Re-balance Cycle Reminder All MyPlanIQ’s newsletters are archived here.

Regular AAC (Asset Allocation Composite), SAA and TAA portfolios are always rebalanced on the first trading day of a month. the next re-balance will be on Wednesday September 1, 2021. 

As a reminder to expert users: advanced portfolios are still re-balanced based on their original re-balance schedules and they are not the same as those used in Strategic and Tactical Asset Allocation (SAA and TAA) portfolios of a plan.

Best Global Allocation Funds vs. MyPlanIQ ETF Portfolios

We continue our regular reviews on various styles of portfolios. In the past, we looked at the following:

In this newsletter, we want to compare our ‘default’ MPIQ ETF portfolios with some of the best rated global allocation funds.

Morningstar Gold/Silver rated global allocation funds

Global allocation funds are those that can have flexible stock and bond allocations to various countries and regions. Morningstar has a separate category called ‘World Allocation’. Morningstar fund screener lists the following gold and silver rated funds (after deleting different fund classes of a fund): 

Table 1: Global allocation funds performance  (as of 8/6/2021):
Ticker/Portfolio Name MS Rating YTD
1Yr AR 3Yr AR 5Yr AR 10Yr AR 15Yr AR
MPIQ ETF Allocation Moderate N/A 12.5% 23.2% 13.9% 11.4% 10.2% 9.5%
RIRFX (American Funds Capital Inc Bldr R5) Gold 10.1% 19.3% 8.2% 7.2% 7.8% 6.1%
RGBCX (American Funds Global Balanced R3) Gold 6.7% 15.8% 8.7% 7.4% 7.2%  
VGWAX (Vanguard Global Wellington Admiral) Silver 9.2% 19.6% 10.3%      
LGMAX (Loomis Sayles Global Equity and Income A) Silver 11.1% 19.9% 13.6% 13.0% 10.2% 9.6%
RPGAX (T. Rowe Price Global Allocation) Silver 8.7% 21.4% 11% 10.3%    
SGIIX (First Eagle Global I) Silver 11.1% 21.9% 10.1% 8.7% 8.5% 7.9%
MALOX (BlackRock Global Allocation Instl) Silver 1.6% 14.0% 10.1% 8.9% 7.1% 6.7%
GAOSX (JPMorgan Global Allocation) Silver 7.4% 21.5% 10.6% 9.8%    
DGSIX (DFA Global Allocation 60/40 I) No rating 10.5% 22.4% 10.1% 9.7% 8.5% 6.8%


  • The only two Gold rated funds are both from American Funds family. American Funds funds are mostly available in 401k plans and in financial advisors managed portfolios. These funds have some of the best records for a long enough history.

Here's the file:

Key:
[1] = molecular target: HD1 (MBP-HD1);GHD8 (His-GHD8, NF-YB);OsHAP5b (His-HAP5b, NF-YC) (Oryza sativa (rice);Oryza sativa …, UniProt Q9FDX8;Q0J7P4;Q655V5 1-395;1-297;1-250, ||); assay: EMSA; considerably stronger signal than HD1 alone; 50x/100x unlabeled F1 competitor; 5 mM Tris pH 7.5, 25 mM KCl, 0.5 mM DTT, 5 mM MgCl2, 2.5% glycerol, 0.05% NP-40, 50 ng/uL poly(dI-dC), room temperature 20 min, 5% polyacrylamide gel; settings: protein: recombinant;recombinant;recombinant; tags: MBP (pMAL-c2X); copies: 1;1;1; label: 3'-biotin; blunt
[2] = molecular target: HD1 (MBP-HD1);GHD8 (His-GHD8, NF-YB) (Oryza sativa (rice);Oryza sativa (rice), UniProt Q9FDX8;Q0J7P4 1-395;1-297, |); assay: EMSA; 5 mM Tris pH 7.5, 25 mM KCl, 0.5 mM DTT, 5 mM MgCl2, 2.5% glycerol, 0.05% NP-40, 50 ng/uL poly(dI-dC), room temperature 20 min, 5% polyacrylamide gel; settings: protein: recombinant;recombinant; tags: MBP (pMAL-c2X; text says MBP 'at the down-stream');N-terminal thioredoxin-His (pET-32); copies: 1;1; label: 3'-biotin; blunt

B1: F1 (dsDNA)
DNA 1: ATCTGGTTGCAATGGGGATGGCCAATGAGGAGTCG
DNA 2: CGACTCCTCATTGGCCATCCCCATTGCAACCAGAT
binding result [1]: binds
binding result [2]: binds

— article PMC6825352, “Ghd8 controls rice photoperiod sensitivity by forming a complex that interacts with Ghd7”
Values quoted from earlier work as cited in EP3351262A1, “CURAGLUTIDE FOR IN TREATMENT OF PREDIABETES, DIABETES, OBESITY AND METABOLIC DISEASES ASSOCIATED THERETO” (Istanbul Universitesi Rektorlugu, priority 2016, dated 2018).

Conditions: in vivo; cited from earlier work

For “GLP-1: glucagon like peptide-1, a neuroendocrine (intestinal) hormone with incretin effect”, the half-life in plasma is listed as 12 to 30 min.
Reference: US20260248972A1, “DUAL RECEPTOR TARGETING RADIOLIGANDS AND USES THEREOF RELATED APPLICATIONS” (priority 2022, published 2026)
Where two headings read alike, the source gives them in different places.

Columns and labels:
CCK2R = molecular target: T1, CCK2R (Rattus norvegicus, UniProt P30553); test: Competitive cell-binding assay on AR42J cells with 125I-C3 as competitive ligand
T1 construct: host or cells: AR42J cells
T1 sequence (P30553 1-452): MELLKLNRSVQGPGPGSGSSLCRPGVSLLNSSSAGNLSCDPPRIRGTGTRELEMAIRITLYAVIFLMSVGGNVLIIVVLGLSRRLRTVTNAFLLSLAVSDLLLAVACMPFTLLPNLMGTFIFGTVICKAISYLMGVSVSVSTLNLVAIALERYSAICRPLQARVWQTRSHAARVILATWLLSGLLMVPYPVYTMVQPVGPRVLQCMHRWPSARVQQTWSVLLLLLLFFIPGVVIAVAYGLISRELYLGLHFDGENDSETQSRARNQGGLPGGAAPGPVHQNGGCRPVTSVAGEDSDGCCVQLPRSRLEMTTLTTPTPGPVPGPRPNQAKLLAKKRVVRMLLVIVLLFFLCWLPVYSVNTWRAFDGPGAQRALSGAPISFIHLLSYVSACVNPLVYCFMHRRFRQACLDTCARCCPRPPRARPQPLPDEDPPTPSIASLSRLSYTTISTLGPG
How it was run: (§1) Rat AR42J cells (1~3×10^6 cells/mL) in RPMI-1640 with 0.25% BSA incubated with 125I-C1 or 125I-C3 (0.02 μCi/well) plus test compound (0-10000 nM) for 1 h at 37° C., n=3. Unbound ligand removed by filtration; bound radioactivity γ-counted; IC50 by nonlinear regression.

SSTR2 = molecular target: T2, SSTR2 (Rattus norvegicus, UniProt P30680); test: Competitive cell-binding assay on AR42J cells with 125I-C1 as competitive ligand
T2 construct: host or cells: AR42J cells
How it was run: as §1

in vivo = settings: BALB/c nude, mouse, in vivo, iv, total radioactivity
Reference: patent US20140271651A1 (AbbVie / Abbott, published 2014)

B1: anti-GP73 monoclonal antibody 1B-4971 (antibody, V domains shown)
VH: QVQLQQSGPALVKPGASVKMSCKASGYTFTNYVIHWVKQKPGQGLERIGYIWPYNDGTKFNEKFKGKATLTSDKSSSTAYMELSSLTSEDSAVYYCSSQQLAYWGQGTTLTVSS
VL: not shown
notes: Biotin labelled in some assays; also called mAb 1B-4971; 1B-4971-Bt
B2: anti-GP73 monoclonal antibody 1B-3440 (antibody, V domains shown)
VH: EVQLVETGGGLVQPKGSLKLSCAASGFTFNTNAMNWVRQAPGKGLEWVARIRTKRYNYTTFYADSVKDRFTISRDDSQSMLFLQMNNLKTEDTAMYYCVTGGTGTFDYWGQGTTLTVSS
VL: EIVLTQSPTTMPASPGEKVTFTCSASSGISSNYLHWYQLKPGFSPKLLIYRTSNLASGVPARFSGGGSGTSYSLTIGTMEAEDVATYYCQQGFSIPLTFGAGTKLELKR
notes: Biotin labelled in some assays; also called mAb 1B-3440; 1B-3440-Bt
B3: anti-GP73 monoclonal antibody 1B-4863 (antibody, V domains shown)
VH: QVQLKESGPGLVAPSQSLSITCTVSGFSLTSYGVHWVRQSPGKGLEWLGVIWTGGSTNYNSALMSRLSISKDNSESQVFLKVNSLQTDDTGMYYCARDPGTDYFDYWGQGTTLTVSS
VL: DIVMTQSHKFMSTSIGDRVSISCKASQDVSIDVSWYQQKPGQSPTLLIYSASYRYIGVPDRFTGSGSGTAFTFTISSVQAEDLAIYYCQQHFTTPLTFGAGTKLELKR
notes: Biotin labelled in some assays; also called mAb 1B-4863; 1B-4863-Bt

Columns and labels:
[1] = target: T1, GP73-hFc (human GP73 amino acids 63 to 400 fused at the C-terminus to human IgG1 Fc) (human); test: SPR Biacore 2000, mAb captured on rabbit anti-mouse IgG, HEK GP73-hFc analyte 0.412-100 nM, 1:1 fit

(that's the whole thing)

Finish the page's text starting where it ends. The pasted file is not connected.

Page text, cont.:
• Funds from Loomis, First Eagle and BlackRock are some of our long term favorites and we have featured them many times. 
  • Morningstar rated three relatively new funds Vanguard Global Wellington, T.Rowe Price and JPMorgan ones because of their managers who have managed other best rated allocation funds. For example, Vanguard Global Wellington is managed by the same managers for well known Vanguard Wellington (VWELX) fund that’s basically a moderate/conservative allocation fund more focused on US stocks and bonds. 
  • For global allocation funds, the ‘standard’ 60/40 stocks/bonds mix benchmark is DFA Global Allocation 60/40 (DGSIX). It’s also included in the above table for comparison purpose. This fund, like American Funds funds, can only be accessed from financial advisors. 

As always, it’s not surprising that even these best rated funds have a hard time to outperform the simple DFA index fund DGSIX. In fact, both Gold rated American Funds funds underperformed DGSIX for the past 1, 3, 5, 10 and/or 15 years. This is yet another strong evidence to support the ‘simpler index fund’ approach. 

MPIQ ETF Allocation Portfolios

The MPIQ ETF Allocation Portfolios are now default portfolios for our subscribers. For a paid subscriber. you can always find two ETF portfolios listed on your Dashboard when you login to your account. 

You can find more info on MPIQ ETF Allocation Moderate by visiting What We Do > Brokerage Investors page. You can find, for example, the following daily updated return table: 

Ticker/Portfolio Name YTD
1Yr AR 3Yr AR 5Yr AR 10Yr AR 15Yr AR
MPIQ ETF Allocation Moderate 12.5% 23.2% 13.9% 11.4% 10.2% 9.5%
VBINX (Vanguard Balanced Index Inv) 10.3% 20.2% 13.3% 11.8% 11.0% 8.6%
DGSIX (DFA Global Allocation 60/40 I) 10.5% 22.4% 10.1% 9.7% 8.5% 6.8%
VT (Vanguard Total World Stock ETF) 14.5% 32.3% 14.1% 14.2% 11.5%  

MPIQ ETF Allocation Moderate has the following properties:

  • It can invest up to 60% in stocks
  • Its stock allocation breakdowns are mostly similar (but can change in the future as we see fit) to the one proposed by the late Yale Endowment fund manager David Swensen. These include US stocks, US REITs, international stocks and emerging market stocks. 
  • Its stock allocation can go to 0 when stocks are in a downtrend. The decision is governed by our  Asset Allocation Composite (AAC) strategy. This strategy relies on the trends of major asset (US stocks, international stocks and bonds), economic indicators and market internals to assess whether risk assets (i.e. stocks) are in a downtrend and thus it’s more favorable to reduce stock exposure to avoid large loss in those situations. 
  • It utilizes the same algorithm to select bond ETFs for bond part of allocation as that used in MPIQ ETF Fixed Income.  This portfolio has consistently better than other fixed income funds. 

Outperforming the best global allocation funds

Let’s focus on the following table that picks the ‘best’ funds from Table 1: 

MPIQ portfolio vs. best global allocation funds (as of 8/6/2021):
Ticker/Portfolio Name Maximum Drawdown 1Yr AR 3Yr AR 5Yr AR 10Yr AR 15Yr AR Since Inception